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 Presto Editor's Choices, Presto Editor's Choices - September 2019

Eric CoatesMy heavy rotation this month has included an opulent oceanic triptych from Canadian contralto Marie-Nicole Lemieux, Paul Daniel and the Orchestre National Bordeaux Aquitaine, Wagnerian early Puccini from Sir Mark Elder, Ermonela Jaho and the London Philharmonic Orchestra, and an utterly irresistible album of Eric Coates from John Wilson and the BBC Philharmonic.

Christian Tetzlaff (violin), Deutsches Symphonie-Orchester Berlin, Robin Ticciati

The hell-for-leather finale of the Sibelius makes for an exhilarating white-knuckle ride, but buy this for the beautifully-paced, luminous Beethoven – I mean no disrespect to Christian Tetzlaff when I say that I was absolutely captivated even before he arrives on the scene, thanks to Ticciati’s knack for balancing light and shade in the long introduction. This is the violinist’s third recording of the work, and it shows in an interpretation that has all the irreverent good humour of a witty sparring-match with an old friend.

Available Formats: CD, MP3, FLAC, Hi-Res FLAC

BBC Philharmonic, John Wilson

Wilson’s way with Coates is every bit as idiomatic and irresistible as his recent advocacy for Korngold with Sinfonia of London (and once again his ability to makes waltzes really dance makes me want to lobby for him to receive a New Year’s Day invitation to Vienna some day); every detail of the imaginative orchestration in The Jester at the Wedding (given here in his own new edition) registers loud and clear, and the two Symphonic Rhapsodies unfold with a Hollywood-esque grandeur. Delicious.

Available Formats: CD, MP3, FLAC, Hi-Res FLAC

Marie-Nicole Lemieux (contralto) Orchestre National Bordeaux Aquitaine, Paul Daniel

It’s quite a rarity to hear a non-native English-speaker in Elgar’s great song-cycle, but the Canadian singer’s diction is impeccable throughout, and her plush contralto uncovers some rich, strange colours in songs which are more often the province of lyric mezzos these days (the high A of ‘The Swimmer’, for instance, sounds like a voice pushed to its limits in the best possible way). Part Debussy, part Wagner, Victorin Joncières’s ‘ode symphonique’ La mer is a real discovery, and fits Lemieux like a glove.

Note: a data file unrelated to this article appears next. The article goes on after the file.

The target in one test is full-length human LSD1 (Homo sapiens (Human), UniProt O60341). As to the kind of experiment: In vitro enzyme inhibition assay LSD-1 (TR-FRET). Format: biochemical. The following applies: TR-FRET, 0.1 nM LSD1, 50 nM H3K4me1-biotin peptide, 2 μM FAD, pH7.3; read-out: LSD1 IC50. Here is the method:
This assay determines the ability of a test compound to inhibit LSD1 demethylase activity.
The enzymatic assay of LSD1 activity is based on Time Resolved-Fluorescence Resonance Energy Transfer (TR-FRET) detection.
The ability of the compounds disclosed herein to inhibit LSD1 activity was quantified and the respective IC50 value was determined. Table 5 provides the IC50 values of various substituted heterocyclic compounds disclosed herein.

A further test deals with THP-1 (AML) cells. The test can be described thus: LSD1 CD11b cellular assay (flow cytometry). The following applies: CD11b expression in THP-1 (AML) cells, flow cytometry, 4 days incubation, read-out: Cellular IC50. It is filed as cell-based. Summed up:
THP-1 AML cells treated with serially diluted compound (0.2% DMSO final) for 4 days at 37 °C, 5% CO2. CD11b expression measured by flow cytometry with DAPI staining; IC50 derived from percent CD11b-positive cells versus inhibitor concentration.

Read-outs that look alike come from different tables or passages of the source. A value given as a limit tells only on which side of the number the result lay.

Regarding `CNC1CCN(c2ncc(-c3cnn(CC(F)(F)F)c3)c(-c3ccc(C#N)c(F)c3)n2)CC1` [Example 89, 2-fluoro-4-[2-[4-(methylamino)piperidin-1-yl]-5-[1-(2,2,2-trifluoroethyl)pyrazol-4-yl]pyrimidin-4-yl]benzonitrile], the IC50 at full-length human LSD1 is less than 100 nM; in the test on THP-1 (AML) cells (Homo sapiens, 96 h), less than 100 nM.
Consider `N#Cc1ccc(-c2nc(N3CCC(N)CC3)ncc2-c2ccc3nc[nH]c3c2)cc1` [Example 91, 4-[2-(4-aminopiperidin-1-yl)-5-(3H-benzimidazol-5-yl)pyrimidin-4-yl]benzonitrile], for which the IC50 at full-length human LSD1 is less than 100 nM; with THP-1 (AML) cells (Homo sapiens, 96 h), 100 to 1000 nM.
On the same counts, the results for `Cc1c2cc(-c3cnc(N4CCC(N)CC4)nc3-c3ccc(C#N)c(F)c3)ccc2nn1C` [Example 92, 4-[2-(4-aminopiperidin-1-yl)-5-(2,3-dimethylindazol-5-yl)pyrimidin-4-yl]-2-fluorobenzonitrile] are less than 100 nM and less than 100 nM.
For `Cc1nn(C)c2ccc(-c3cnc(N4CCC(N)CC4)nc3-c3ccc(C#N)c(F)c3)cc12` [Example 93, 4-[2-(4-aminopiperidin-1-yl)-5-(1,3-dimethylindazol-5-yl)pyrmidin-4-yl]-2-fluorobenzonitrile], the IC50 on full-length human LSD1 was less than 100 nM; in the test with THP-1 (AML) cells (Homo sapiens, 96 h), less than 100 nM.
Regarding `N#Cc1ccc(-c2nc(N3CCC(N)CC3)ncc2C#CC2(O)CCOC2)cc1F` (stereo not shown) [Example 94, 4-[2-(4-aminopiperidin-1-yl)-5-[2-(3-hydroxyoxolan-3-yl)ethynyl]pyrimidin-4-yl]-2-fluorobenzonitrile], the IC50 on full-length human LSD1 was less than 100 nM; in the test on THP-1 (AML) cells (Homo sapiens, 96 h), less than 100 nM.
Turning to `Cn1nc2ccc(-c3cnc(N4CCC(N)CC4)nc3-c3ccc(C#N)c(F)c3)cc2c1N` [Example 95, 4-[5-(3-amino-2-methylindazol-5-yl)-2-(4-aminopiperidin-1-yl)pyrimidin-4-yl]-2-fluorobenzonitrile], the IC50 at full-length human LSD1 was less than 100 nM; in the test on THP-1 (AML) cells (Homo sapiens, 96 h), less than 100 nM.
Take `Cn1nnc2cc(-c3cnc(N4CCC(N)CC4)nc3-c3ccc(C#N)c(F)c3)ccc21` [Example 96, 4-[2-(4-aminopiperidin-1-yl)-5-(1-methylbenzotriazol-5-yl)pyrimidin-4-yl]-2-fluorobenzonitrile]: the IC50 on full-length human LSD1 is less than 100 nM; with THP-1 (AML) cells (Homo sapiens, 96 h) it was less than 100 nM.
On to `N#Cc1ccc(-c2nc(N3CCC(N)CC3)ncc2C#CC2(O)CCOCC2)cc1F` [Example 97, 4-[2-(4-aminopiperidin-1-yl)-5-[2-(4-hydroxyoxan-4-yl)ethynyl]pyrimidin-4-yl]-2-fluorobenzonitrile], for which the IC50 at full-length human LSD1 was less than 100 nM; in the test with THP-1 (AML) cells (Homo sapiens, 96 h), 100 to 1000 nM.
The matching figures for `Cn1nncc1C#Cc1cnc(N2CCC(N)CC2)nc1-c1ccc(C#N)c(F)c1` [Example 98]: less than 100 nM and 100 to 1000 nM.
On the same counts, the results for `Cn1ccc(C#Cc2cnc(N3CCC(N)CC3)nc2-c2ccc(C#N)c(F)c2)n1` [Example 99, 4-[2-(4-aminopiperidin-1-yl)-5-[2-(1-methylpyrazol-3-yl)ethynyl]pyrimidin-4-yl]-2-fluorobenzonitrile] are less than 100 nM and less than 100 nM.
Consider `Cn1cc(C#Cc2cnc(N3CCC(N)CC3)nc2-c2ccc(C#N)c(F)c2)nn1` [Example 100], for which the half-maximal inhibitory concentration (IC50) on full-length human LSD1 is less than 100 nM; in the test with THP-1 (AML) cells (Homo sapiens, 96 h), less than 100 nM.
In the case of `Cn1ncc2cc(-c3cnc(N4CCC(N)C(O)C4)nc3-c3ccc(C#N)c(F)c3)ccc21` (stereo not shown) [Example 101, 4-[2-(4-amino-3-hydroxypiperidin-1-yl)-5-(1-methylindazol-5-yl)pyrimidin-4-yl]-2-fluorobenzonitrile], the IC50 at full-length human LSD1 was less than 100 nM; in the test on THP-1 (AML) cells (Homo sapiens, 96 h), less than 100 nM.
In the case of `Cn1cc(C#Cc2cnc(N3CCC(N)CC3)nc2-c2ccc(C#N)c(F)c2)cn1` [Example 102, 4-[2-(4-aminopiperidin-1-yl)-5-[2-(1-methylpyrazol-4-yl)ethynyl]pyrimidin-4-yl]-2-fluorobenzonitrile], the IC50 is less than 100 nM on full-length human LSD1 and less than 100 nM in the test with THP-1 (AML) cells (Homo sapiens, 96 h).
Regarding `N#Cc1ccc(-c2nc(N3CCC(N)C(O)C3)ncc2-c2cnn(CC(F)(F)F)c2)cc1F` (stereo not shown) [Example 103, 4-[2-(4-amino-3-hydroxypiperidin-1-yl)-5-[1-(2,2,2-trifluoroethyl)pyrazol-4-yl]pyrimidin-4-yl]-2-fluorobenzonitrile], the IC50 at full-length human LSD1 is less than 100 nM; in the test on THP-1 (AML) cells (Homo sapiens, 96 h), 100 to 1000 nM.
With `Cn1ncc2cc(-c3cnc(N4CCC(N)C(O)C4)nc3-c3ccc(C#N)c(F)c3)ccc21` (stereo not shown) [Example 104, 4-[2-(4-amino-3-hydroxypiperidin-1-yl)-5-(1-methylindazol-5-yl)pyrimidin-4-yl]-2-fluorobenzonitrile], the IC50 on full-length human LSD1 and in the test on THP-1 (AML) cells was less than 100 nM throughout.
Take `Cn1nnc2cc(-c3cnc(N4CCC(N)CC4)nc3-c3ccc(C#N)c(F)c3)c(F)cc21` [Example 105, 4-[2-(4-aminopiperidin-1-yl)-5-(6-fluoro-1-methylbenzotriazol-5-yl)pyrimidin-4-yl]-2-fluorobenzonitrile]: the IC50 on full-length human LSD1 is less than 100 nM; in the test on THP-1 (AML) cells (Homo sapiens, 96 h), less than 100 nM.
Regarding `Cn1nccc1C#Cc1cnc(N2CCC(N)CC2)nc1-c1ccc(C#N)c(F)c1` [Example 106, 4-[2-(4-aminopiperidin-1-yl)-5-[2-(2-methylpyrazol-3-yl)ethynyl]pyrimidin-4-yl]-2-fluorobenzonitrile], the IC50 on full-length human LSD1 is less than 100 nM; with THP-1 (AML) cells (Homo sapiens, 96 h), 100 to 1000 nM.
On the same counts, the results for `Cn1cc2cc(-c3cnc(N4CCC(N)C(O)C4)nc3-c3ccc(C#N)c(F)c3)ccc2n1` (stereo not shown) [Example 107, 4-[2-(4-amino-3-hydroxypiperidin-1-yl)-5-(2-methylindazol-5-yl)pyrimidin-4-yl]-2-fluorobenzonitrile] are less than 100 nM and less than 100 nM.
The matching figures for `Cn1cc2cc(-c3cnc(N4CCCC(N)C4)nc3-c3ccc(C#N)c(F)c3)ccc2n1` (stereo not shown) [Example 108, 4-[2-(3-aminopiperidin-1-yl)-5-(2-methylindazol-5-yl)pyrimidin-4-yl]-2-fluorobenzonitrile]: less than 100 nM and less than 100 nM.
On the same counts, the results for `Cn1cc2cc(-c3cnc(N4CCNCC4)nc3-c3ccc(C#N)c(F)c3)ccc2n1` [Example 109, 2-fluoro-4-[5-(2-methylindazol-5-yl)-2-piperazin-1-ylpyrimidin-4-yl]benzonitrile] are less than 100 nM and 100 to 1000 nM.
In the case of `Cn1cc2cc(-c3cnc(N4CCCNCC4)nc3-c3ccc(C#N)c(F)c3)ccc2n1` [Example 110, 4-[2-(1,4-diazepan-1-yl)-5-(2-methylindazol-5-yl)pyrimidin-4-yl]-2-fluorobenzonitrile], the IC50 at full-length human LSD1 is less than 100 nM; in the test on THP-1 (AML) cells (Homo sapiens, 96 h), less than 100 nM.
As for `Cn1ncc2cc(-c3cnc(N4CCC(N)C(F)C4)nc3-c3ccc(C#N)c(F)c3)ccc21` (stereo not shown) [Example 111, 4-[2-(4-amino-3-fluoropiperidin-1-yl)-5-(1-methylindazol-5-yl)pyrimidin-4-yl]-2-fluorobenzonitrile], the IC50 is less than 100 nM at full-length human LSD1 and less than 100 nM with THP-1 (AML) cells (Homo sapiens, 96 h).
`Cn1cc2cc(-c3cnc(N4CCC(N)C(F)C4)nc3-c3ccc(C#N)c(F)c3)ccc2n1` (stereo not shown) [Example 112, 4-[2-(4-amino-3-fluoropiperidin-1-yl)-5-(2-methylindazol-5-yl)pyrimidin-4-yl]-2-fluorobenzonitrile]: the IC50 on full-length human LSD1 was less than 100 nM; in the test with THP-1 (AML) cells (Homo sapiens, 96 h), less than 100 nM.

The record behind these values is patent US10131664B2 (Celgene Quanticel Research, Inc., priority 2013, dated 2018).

Available Formats: CD, MP3, FLAC, Hi-Res FLAC

Mahler Chamber Orchestra, Pablo Heras-Casado

Falla’s two ballets swagger, stomp and sizzle in these vivid, sun-scorched accounts from the Spanish conductor and the Mahler Chamber Orchestra – the rasping horns and almost jazzy cor anglais at the opening of the Miller’s Dance are a delight, and after enjoying Carmen Romeu’s clean soprano in El sombrero de tres picos the earthy roughness of flamenco diva Marina Heredia Rios in El Amor Brujo offers a delicious gear-change.

Available Formats: CD, MP3, FLAC, Hi-Res FLAC

Ning Feng (violin), Orquesta Sinfónica del Principado de Asturias, Rossen Milanov

The Chinese violinist’s distinctive, honey-sweet timbre suits these two contrasting showcases by virtuoso violinist-composers to perfection: Feng wears their often fearsome technical demands disarmingly lightly, and is fully alive to the operatic qualities of the Paganini in particular, phrasing bel canto melodies and filigree passagework like a nineteenth-century diva at the top of her game. Read his thoughts on the two works here.

Available Formats: CD, MP3, FLAC, Hi-Res FLAC

Ed Lyon (tenor) Theatre of the Ayre

This lovingly-crafted debut album from the English tenor (currently appearing in the title role of Offenbach’s Orpheus in the Underworld at English National Opera) is easy listening in the most positive sense – though most of the material here was new to me, several of the songs wormed their way into my consciousness after a single hearing, and Lyon approaches them from a standpoint of sound historical awareness spiced with the odd audacious anachronism. Recommended for casual listeners and early music aficionados alike.

Available Formats: CD, MP3, FLAC, Hi-Res FLAC

Patricia Kopatchinskaja (violin), Camerata Bern

If Lyon’s playlist works just as well on the move as it does at home with the texts and translations to hand, this release from the maverick Moldovan violinist really demands full and undivided attention (and is ideally experienced in a single session), but it’s well worth the investment: on paper, Machaut, Hartmann and Polish folksong seem an unlikely combination, but taken as a whole it’s an illuminating and often deeply moving listening experience.

Available Formats: CD, MP3, FLAC, Hi-Res FLAC

Ermonela Jaho (Anna), Arsen Soghomonyan (Roberto), Brian Mulligan (Guglielmo); Opera Rara Chorus, London Philharmonic Orchestra, Sir Mark Elder

The original one-act version of Puccini’s first opera comes across as a concise, compelling drama in its own right here, as well as offering a foretaste of great things to come: Elder (not someone I’ve previously associated with Italian opera) plays up the young composer’s infatuation with Wagner in the orchestral passages, and Ermonela Jaho charts the heroine’s swift journey from ingénue to avenging fury with absolute conviction. Arsen Soghomonyan (who sang as a baritone until two years ago) is still audibly settling into the higher tessitura, but is definitely one to watch.

Available Formats: CD, MP3, FLAC, Hi-Res FLAC